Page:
Monkey Puzzle Trees
Also known as the Chilean Pine, the Monkey Puzzle Tree is the only frost hardy member of an important Southern Hemisphere family. The tree was introduced into the British Isles in 1795 by Archibald Menzies who was offered the seeds of the tree whilst at dinner with the Governor of Chile. The trees were popular during the Victorian period and were planted widely in many gardens and parks.
The monkey-puzzle tree has a regular dome-shaped crown of downwards-pointing branches set with sharply pointed leaves. Its name derives from the belief that monkeys have difficulty climbing it. It is the nearest living example of the trees from the Carboniferous period, about 300 million years ago.
The monkey puzzle Araucaria araucana is widely cultivated as a hardy ornamental tree in the northern hemisphere. In the wild, open, scattered forests of the monkey puzzle tree are characteristic of the foothills of the Andes in Argentina and Chile. In this region snow lies late into the spring.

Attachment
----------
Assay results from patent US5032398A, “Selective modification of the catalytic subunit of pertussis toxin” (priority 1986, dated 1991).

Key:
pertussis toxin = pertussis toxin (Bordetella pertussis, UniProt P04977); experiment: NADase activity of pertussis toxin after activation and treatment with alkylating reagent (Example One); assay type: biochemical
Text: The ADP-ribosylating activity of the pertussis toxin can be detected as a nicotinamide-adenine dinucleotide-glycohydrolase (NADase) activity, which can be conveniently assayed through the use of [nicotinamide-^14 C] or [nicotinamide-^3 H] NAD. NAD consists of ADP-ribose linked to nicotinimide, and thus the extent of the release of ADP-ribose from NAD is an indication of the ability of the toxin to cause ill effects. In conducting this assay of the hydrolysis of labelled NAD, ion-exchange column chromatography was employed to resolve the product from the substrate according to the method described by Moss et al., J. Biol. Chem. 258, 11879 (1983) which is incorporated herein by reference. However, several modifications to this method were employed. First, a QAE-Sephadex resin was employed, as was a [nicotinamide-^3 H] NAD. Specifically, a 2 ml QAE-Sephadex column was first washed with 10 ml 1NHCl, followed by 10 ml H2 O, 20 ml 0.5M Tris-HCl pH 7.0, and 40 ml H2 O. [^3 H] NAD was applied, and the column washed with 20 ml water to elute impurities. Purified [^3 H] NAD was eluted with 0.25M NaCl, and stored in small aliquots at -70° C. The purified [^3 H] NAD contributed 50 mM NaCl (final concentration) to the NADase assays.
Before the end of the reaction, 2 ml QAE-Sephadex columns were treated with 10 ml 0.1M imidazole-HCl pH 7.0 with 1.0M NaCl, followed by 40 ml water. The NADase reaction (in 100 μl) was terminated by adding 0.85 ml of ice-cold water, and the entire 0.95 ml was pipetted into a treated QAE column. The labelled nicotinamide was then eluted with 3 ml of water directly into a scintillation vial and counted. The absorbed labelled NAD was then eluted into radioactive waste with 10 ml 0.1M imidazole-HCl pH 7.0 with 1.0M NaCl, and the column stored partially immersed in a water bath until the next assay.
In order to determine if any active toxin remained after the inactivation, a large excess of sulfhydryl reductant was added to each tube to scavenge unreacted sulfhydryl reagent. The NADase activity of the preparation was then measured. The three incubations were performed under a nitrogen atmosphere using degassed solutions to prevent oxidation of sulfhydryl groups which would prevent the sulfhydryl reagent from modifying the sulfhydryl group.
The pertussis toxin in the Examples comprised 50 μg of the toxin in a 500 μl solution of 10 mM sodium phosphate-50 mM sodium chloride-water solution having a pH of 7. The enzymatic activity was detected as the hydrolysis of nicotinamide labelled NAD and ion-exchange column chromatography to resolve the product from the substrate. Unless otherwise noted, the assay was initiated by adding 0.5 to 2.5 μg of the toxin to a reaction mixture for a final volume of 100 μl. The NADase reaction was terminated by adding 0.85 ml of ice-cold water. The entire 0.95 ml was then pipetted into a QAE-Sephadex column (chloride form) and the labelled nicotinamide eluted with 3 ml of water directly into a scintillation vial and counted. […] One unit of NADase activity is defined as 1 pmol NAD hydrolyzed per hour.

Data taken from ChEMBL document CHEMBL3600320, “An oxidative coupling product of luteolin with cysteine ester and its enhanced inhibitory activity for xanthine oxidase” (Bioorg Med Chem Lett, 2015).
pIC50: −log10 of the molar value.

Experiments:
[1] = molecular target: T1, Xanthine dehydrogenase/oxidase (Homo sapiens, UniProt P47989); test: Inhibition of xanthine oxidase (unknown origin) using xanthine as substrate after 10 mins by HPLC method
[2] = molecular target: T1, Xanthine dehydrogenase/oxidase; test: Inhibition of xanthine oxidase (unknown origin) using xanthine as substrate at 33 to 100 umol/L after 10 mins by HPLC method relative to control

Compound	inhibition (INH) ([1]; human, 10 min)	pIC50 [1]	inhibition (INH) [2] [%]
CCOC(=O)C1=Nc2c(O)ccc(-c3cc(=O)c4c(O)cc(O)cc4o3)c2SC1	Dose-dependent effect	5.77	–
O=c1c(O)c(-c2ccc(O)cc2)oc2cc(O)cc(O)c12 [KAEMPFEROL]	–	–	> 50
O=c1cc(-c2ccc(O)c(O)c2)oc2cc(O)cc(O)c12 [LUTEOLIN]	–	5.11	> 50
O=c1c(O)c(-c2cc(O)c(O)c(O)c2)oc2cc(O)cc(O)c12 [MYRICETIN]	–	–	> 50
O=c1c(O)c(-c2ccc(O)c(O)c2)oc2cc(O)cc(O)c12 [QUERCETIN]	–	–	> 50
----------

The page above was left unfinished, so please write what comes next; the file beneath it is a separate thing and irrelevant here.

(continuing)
Araucaria araucana is a coniferous evergreen tree, native to Chile; its branches, growing in circular arrangements (whorls) around the trunk and larger branches, are covered in prickly, leathery leaves. (Araucaria araucana, family Araucariaceae) . The base of the tree is best described as a elephant’s foot as it has rippled bark
The wild Monkey Puzzle trees in Argentina are now on the Convention on International Trade in Endangered Species list which bans trade in the species. Chilean Monkey Puzzle trees were previously listed.